A view of the financial markets on Wall Street in New York.
2018 is off to a volatile start. We have already had triple the 1% days in the S&P than in all of 2017. The market has moved from one concern to another, the sell-off began in February on a concern of rising inflation and rates, it then moved to tariffs, and now to tech shares, writes Ketu Desai.
Tech shares sold-off late in the month behind concerns relating to Facebook, increased regulation, trade restrictions, and suspension of some driver-less car programs. This created a risk-off sentiment causing Treasuries to rally, which in turn hurt financials. When tech and financials fall, it is difficult for the market to perform well, as the sectors make up a combined 40% of the market. The risk-off sentiment benefited the 10YR and gold.
The market appears to be in a battle between the bears and the bulls, without a clear direction at the moment. The same piece of information is being viewed by each camp in favor of their market view. Take for instance, the Fed meeting this month. Bears would say the Fed is hawkish, quantitative tightening has begun, and will only accelerate in quarters to come.
Further, the Fed, despite the dot plot will likely raise four times this year and has pushed the Fed Funds rate to 3.4% in 2020, above their neutral rate of 2.9%. The pace of tightening might also invert the yield curve later this year or early next year, which is often a sign of pending recession. The spread between the ten-year and the two remains narrow. LIBOR has spiked in recent weeks, making funding more expensive and tightening financial conditions.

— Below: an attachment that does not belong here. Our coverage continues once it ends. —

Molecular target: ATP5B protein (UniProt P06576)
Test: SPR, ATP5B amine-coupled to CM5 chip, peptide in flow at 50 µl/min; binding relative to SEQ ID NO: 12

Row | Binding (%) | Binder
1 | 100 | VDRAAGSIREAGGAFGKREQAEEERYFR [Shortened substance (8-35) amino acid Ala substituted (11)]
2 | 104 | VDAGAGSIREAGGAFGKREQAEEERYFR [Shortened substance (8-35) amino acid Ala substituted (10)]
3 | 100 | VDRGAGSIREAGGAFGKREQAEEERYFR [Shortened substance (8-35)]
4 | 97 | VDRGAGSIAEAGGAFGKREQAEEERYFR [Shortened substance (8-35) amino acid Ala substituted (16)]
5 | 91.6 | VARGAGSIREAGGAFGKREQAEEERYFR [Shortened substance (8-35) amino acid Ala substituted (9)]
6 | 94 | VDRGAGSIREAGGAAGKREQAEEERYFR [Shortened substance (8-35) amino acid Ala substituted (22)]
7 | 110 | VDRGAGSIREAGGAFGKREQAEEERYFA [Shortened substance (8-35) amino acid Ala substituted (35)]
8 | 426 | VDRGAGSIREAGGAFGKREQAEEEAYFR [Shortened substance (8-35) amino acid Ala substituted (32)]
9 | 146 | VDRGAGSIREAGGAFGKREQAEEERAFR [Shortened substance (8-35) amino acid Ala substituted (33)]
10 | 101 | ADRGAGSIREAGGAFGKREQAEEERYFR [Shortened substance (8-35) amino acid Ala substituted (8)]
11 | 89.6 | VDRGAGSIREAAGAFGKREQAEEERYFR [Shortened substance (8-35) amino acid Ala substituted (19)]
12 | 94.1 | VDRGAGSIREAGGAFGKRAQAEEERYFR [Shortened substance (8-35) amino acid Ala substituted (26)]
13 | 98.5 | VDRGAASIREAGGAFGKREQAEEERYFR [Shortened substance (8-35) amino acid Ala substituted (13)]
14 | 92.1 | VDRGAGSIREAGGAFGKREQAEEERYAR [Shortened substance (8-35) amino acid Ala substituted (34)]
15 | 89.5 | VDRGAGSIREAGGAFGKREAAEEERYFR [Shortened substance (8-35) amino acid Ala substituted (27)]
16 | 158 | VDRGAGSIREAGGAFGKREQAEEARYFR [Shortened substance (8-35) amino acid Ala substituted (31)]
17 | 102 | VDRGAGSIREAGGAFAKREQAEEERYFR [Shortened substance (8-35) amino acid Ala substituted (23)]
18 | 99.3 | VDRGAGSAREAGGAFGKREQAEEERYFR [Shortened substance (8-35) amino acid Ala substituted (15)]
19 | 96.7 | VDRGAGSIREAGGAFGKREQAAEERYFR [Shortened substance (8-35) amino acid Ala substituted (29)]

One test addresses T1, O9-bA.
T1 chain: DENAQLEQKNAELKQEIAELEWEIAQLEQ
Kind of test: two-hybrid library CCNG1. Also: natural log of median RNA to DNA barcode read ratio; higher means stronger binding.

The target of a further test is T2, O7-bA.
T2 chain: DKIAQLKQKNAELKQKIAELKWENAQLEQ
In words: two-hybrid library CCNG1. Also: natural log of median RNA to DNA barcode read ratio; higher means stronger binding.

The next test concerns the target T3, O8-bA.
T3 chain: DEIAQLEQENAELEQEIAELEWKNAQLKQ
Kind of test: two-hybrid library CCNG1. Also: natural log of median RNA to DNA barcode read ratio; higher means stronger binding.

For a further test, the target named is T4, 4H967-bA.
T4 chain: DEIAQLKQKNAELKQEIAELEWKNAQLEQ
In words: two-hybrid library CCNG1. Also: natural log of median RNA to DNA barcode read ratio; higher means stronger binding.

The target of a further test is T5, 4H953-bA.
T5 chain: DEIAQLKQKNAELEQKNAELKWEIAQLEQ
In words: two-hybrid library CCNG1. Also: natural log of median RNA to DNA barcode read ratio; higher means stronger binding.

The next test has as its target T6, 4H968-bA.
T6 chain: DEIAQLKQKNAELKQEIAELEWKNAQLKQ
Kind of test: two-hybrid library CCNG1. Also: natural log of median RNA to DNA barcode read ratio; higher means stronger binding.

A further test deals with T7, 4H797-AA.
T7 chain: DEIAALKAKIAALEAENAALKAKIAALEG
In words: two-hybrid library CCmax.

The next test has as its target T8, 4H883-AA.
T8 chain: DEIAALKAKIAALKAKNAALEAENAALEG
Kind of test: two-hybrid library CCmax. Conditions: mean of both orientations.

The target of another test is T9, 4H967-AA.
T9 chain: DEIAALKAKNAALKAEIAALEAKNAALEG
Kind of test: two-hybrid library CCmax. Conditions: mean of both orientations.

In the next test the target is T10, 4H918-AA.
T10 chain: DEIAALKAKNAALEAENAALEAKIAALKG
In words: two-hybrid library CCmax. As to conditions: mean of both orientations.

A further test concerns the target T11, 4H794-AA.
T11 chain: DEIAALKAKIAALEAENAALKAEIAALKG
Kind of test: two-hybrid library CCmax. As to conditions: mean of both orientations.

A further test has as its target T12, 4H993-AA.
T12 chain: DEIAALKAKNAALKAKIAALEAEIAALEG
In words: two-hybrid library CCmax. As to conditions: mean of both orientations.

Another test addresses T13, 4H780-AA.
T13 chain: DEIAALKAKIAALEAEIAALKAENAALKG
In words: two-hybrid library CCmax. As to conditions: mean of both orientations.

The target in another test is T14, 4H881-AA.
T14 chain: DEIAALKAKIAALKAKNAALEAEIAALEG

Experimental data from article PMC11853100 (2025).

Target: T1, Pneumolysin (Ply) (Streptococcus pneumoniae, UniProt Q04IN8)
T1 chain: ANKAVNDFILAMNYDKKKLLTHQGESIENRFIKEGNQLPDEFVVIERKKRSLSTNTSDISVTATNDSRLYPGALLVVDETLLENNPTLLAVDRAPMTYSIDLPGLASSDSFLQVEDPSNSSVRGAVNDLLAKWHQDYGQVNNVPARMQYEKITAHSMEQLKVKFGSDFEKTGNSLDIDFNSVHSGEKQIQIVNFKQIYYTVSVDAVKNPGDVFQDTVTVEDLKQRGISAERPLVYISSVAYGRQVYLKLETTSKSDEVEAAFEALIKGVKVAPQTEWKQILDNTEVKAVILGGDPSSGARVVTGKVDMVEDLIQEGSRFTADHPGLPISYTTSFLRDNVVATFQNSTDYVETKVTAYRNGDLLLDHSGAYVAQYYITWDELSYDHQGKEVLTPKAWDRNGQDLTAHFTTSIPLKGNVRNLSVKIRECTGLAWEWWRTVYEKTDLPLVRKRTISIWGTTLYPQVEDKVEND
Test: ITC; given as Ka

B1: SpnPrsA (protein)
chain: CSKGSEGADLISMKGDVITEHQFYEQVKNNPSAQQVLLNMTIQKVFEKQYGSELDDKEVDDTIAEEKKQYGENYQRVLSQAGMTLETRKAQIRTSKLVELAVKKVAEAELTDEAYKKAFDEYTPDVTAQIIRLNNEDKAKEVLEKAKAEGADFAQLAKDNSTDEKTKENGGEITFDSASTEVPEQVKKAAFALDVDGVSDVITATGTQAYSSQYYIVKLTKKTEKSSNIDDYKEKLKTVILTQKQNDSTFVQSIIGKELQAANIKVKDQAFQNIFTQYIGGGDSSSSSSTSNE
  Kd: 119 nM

Bulls on the other hand would argue, while rates are rising, we are rising from a very low level. The neutral rate is extremely low compared to history, pre-crisis the Fed Funds rate was over 5%, and in the 1980s it was nearly 20%! Real rates are still negative to slightly positive. They would argue that inflation numbers that have come in this month continue to show that inflation is benign. Bears would argue the labor market is tight, and we got a hot wage number in January, oil prices have risen, we have fiscal stimulus, and it is only a matter of time before we have inflation.
They would also argue that the first quarter economic data globally, has been weak, Atlanta Fed GDPNow is less than 2.5% growth for Q1, we have had poor retail sales, European PMIs have been weak, China continues to limit credit. The counter would be first quarter growth for some reason has been weak for a number of years, only to bounce back in subsequent quarters. For instance, in 2016 and 2017, Q1 GDP was only 0.6% and 1.2%, only to bounce back to 2.8% and 3.1% in the third quarter, respectively.
Further, global growth will be around 4% this year. Perhaps, the strongest argument from the bulls is earnings are expected to grow nearly 20% this year with nearly 7% revenue growth, and earnings are an important determinant of equity prices. The impact of tax reform and deregulation is only beginning, and the size of these is quite significant. Valuation remains reasonable with the sell-off over the past couple of months, especially relative to other asset classes. Bears would counter that it has been a long bull market, and many other risks remain, ranging from the fiscal deficit, to mid-term elections, and a trade war.
The back and forth between bulls and bears, has led to a volatile market, as one camp takes control for a period, often intra-day. The market has been range-bound for a few weeks, with the bears taking control late in the month.
April will commence first quarter earnings, which could be important in breaking this back and forth.
Interested readers can reach Ketu Desai by email at firstname.lastname@example.org